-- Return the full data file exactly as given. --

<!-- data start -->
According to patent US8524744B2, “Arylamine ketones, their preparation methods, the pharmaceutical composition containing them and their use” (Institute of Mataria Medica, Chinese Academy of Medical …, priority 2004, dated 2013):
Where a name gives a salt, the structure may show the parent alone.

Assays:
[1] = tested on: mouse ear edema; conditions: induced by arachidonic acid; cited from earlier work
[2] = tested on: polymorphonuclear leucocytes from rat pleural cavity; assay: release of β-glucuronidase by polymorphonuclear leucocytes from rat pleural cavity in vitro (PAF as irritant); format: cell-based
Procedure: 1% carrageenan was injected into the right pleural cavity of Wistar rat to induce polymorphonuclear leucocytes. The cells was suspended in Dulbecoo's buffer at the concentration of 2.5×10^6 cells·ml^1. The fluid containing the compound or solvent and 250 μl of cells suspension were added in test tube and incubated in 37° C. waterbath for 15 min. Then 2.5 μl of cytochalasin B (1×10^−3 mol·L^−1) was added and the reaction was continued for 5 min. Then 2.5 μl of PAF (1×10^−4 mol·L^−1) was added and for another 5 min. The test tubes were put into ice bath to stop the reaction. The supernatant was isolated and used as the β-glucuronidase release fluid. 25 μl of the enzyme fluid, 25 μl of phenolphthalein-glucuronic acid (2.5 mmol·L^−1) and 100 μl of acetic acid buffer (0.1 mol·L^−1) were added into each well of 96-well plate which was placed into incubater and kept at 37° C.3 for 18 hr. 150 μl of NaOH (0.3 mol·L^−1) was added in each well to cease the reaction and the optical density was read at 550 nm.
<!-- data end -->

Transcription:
According to patent US8524744B2, “Arylamine ketones, their preparation methods, the pharmaceutical composition containing them and their use” (Institute of Mataria Medica, Chinese Academy of Medical …, priority 2004, dated 2013):
Where a name gives a salt, the structure may show the parent alone.

Assays:
[1] = tested on: mouse ear edema; conditions: induced by arachidonic acid; cited from earlier work
[2] = tested on: polymorphonuclear leucocytes from rat pleural cavity; assay: release of β-glucuronidase by polymorphonuclear leucocytes from rat pleural cavity in vitro (PAF as irritant); format: cell-based
Procedure: 1% carrageenan was injected into the right pleural cavity of Wistar rat to induce polymorphonuclear leucocytes. The cells was suspended in Dulbecoo's buffer at the concentration of 2.5×10^6 cells·ml^1. The fluid containing the compound or solvent and 250 μl of cells suspension were added in test tube and incubated in 37° C. waterbath for 15 min. Then 2.5 μl of cytochalasin B (1×10^−3 mol·L^−1) was added and the reaction was continued for 5 min. Then 2.5 μl of PAF (1×10^−4 mol·L^−1) was added and for another 5 min. The test tubes were put into ice bath to stop the reaction. The supernatant was isolated and used as the β-glucuronidase release fluid. 25 μl of the enzyme fluid, 25 μl of phenolphthalein-glucuronic acid (2.5 mmol·L^−1) and 100 μl of acetic acid buffer (0.1 mol·L^−1) were added into each well of 96-well plate which was placed into incubater and kept at 37° C.3 for 18 hr. 150 μl of NaOH (0.3 mol·L^−1) was added in each well to cease the reaction and the optical density was read at 550 nm.